Photographer's Note

The Castle of Almourol is situated in a small rocky island, in the middle of the Tagus river, in Portugal.
The origins of the occupation of this site are ancient. It is believed it was a primitive lusitanian redoubt and was occupied from Roman times until the late Middle Ages. It is certain that in 1129, when Portuguese troops conquered the land, the castle already existed and was called Almorolan.
It was given to the Templar Knights, who then made the settlement between the Mondego and the Tagus rivers. They were also the main responsible ones for the defence of the capital, then Coimbra, the castle was rebuilt and it assumed the architectural characteristics that still today can be observed.
Through an epigraph, placed on the main gate, we know that the reconstruction ended in 1171, two years after the building of the Castle of Tomar. There are several characteristics common to both, in the same style of military Templar architecture. Both opted for a quadrangular disposal of the spaces. The high walls are protected by nine circular towers. There is a jail tower at the center of the structure.
These last characteristics constitute two of the innovative elements with that the Templar Knights brought to the military architecture in Portugal. The jail, which appeared only in 11th century in Tomar, the main Templar defensive redoubt in Portugal tower, is unusual in pre-Romanic castles,. The jail tower of the castle of Almourol had three levels and was significantly modified during its long centuries, while it still retaining important original characteristics. On the other hand, the design of walls with equal towers in the sides, was brought to the west of the Iberian peninsula by this knights.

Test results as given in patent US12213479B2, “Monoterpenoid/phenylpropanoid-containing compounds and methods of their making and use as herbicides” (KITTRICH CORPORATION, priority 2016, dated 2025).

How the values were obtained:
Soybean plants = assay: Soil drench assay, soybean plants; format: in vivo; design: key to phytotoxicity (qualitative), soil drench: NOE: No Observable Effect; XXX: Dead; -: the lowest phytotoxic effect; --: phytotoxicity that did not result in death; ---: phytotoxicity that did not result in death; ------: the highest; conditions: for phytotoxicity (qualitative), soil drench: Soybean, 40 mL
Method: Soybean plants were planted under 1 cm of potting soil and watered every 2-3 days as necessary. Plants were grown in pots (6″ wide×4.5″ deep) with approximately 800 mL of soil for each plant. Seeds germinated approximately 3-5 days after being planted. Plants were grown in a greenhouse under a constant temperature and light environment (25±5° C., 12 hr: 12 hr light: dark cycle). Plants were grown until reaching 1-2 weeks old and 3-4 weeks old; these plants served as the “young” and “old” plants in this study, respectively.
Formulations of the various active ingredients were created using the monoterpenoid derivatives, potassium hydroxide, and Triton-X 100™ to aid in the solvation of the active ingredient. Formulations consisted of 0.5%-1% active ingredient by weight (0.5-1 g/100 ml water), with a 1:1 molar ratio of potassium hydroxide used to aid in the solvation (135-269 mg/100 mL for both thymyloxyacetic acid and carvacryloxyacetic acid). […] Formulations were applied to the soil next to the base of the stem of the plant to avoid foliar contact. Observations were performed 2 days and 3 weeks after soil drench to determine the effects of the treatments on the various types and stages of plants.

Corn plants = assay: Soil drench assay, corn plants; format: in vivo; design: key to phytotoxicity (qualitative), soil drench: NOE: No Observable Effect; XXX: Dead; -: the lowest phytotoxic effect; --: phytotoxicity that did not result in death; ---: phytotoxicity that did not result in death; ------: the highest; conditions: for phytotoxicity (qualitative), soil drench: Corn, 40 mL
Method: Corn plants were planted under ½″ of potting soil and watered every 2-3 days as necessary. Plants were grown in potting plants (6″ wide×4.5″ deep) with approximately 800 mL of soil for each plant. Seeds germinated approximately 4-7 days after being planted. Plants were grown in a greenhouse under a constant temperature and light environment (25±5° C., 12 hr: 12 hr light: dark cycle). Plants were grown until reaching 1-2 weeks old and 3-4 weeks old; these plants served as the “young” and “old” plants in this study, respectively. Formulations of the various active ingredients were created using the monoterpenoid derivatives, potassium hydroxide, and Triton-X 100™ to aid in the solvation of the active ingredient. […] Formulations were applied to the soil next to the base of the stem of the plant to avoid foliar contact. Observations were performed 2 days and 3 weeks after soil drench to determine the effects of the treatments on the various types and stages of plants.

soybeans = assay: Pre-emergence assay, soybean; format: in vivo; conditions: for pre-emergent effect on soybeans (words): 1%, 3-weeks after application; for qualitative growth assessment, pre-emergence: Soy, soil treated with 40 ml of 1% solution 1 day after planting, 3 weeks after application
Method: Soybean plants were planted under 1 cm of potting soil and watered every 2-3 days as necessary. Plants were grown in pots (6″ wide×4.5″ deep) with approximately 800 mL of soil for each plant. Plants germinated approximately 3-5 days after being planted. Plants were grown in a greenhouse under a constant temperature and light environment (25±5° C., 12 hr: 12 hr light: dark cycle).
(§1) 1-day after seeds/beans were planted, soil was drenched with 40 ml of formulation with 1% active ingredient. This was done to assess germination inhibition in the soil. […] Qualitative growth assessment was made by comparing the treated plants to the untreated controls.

The Order of the Templar Knights became extinct, and the reconquista, which justified its importance in the medieval times, ended and the Castle of Almourol was forgotten. The castle was reinvented, as a chivalric and romantic ideal of the Middle Ages, in the 19th century. Many of the original structures were destroyed in an attempt to create a masterpiece and an emblematic medieval monument without remaining true to its heritage.

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Additional Photos by Pedro Gilberto (pgilberto) Gold Star Critiquer/Gold Star Workshop Editor/Gold Note Writer [C: 101 W: 54 N: 112] (1136)
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